Processed foods are one of the biggest sources of salt in Americans’ diets—and the scary part is you probably don’t even realize it. Because of the way these addictive foods are formulated, salt is hidden in everything from soups to pasta sauces to even sweet things like boxed cakes. Swap out processed foods in favor of fresh fare and your tummy will thank you. Not only will you lose the salt-bloat but you’ll also lose the extra empty calories and lose weight. Learn about these 50 more ways you can lose weight without a lick of exercise.

Salads are the go-to diet food, you’re probably thinking. How could they possibly keep me from losing weight? The problem is with what you put on the salad. “Salad items like nuts, fruits, some dressings and extras like croutons and cran-raisins, can actually add an extra 300-400 calories to the meal,” says Angela Godwin, FNP-BC MSN, clinical instructor at the NYU Rory Meyers College of Nursing. “Instead, greens and proteins can make a salad more filling with less fat.” Also, steer clear of “lite” salad dressings that secretly have high sugar content. Look out for these other weight-loss mistakes nearly everyone makes.
“The alkaline diet often has a focus on eating lots of fresh produce and unprocessed foods, which could be a good thing,” says Hultin. “However, keep in mind that this is not an evidence-based therapeutic diet. When people take it too far — for instance, drinking baking soda — or become too restrictive or obsessive over food choices, it can definitely turn negative.”
While you can get tests to evaluate the cortisol level in your blood, only you can determine your own innate level of stress. Take some time to evaluate if you are living in a constant (or close to constant) state of stress. You might also notice increased anxiety levels, mood swings, trouble sleeping, fatigue (including feeling tired but unable to wind down) and high blood pressure.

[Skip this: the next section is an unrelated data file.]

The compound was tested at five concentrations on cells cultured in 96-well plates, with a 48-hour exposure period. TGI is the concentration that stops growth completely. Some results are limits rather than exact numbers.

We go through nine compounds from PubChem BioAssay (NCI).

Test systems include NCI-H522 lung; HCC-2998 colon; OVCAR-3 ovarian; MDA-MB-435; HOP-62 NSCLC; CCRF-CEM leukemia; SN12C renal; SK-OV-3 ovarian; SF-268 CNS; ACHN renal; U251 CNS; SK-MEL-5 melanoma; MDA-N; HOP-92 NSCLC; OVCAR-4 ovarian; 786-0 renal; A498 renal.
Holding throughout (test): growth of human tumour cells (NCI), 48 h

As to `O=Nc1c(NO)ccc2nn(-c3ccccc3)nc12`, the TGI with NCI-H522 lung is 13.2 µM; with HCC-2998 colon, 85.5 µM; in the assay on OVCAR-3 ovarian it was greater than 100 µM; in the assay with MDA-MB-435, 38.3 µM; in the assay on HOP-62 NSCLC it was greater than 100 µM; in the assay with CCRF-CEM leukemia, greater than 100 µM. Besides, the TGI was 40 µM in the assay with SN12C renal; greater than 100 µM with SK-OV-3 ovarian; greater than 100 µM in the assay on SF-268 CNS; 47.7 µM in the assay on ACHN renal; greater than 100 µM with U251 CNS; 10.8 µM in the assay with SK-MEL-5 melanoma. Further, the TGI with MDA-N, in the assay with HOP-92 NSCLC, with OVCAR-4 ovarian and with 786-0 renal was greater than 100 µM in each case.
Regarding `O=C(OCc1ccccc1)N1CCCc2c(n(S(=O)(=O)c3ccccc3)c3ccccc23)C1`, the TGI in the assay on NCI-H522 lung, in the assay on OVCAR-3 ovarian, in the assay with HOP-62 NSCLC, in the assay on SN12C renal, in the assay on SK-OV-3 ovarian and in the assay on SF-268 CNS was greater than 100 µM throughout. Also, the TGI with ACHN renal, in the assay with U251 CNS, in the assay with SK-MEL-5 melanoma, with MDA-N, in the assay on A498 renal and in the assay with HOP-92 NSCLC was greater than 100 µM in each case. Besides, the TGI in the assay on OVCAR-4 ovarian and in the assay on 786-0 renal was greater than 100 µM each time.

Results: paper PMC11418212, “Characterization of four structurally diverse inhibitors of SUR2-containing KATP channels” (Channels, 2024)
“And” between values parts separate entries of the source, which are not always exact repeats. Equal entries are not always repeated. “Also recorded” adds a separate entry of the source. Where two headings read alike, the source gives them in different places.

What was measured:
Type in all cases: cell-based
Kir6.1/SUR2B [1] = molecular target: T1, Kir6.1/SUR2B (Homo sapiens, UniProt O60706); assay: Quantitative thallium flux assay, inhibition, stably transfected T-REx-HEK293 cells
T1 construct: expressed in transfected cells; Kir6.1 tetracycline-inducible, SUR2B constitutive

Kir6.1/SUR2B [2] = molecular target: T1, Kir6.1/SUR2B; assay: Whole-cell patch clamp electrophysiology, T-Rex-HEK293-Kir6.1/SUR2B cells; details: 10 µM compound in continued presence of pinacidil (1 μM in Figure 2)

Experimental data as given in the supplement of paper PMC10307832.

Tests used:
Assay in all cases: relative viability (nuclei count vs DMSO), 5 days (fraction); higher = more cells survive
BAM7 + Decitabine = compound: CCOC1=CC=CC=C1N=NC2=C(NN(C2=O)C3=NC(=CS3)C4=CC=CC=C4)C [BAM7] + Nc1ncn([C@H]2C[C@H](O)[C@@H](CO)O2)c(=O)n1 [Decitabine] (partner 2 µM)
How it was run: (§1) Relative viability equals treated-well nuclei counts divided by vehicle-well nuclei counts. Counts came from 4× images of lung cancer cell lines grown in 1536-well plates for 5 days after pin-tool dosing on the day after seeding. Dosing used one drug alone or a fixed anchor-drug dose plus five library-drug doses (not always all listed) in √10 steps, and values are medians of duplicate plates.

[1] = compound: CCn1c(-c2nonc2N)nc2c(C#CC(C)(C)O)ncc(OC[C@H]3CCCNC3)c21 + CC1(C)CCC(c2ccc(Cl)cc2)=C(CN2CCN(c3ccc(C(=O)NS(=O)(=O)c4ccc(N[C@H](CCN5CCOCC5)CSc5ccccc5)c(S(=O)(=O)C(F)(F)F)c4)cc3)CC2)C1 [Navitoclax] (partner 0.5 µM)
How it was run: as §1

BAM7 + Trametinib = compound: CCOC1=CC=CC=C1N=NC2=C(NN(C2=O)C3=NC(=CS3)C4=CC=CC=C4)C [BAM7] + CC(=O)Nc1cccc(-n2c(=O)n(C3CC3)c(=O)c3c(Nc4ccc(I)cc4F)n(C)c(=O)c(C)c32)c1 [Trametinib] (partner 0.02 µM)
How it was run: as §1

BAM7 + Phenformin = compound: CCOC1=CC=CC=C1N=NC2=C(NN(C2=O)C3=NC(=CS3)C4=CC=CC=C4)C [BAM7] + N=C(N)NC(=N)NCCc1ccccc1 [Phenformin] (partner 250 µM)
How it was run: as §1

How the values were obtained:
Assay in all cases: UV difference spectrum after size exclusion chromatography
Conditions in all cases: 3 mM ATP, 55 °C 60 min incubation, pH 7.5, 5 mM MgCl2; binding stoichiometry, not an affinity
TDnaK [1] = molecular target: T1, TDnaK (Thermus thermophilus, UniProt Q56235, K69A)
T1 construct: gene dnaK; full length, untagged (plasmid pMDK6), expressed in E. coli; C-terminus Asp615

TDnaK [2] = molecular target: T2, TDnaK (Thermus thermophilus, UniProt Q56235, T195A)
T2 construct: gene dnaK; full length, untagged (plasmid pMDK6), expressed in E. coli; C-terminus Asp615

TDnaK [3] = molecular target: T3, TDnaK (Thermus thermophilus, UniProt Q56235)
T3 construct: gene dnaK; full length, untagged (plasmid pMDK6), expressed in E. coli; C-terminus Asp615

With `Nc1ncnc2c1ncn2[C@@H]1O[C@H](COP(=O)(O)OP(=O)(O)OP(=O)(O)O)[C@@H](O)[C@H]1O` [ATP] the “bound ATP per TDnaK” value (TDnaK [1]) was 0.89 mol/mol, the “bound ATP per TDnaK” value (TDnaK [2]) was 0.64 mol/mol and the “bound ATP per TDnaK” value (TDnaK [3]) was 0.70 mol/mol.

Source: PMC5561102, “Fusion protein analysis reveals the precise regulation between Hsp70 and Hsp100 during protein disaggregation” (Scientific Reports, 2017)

Forgive yourself. So you were going to have one cracker with spray cheese on it and the next thing you know the can's pumping air and the box is empty? Drink some water, brush your teeth, and move on. Everyone who's ever tried to lose weight has found it challenging. When you slip up, the best idea is to get right back on track and don't look back.
Acai had a major health food moment, thanks to the incredibly delicious acai bowl, which is basically a super thick acai berry smoothie mixed with nuts, oatmeal, and fresh fruit. But not only does acai cost a lot more than other berries, it doesn’t quite live up to all of its hype. “Acai has been touted for many benefits, including aiding in weight loss, but there is no evidence that this berry will have you shedding pounds,” says Amidor. Find out exactly what food to buy at the supermarket to lose weight.
The Google team looked at all their search data for 2016 to see what emerged as the top diet trends, and this buzzy acronym diet secured the top spot. Unlike most diets, it swaps counting calories for focusing on insulin levels — a measurement of your blood sugar that nutritionists love to zoom in on when evaluating a food's health merits — to ensure steady, lasting weight loss.
When Johns Hopkins researchers compared the effects on the heart of losing weight through a low-carbohydrate diet versus a low-fat diet for six months—each containing the same amount of calories—those on a low-carb diet lost an average of 10 pounds more than those on a low-fat diet—28.9 pounds versus 18.7 pounds. An extra benefit of the low-carb diet is that it produced a higher quality of weight loss, Stewart says. With weight loss, fat is reduced, but there is also often a loss of lean tissue (muscle), which is not desirable. On both diets, there was a loss of about 2 to 3 pounds of good lean tissue along with the fat, which means that the fat loss percentage was much higher on the low-carb diet.
While many people turn to artificial sweeteners in a misguided attempt to whittle their waistlines, those fake sugars are likely to have the opposite effect. According to researchers at Yale, artificial sweeteners are actually linked with an increased risk of abdominal obesity and weight gain, possibly because they can trigger cravings for the real stuff and spike insulin levels in a similar fashion to real sugar.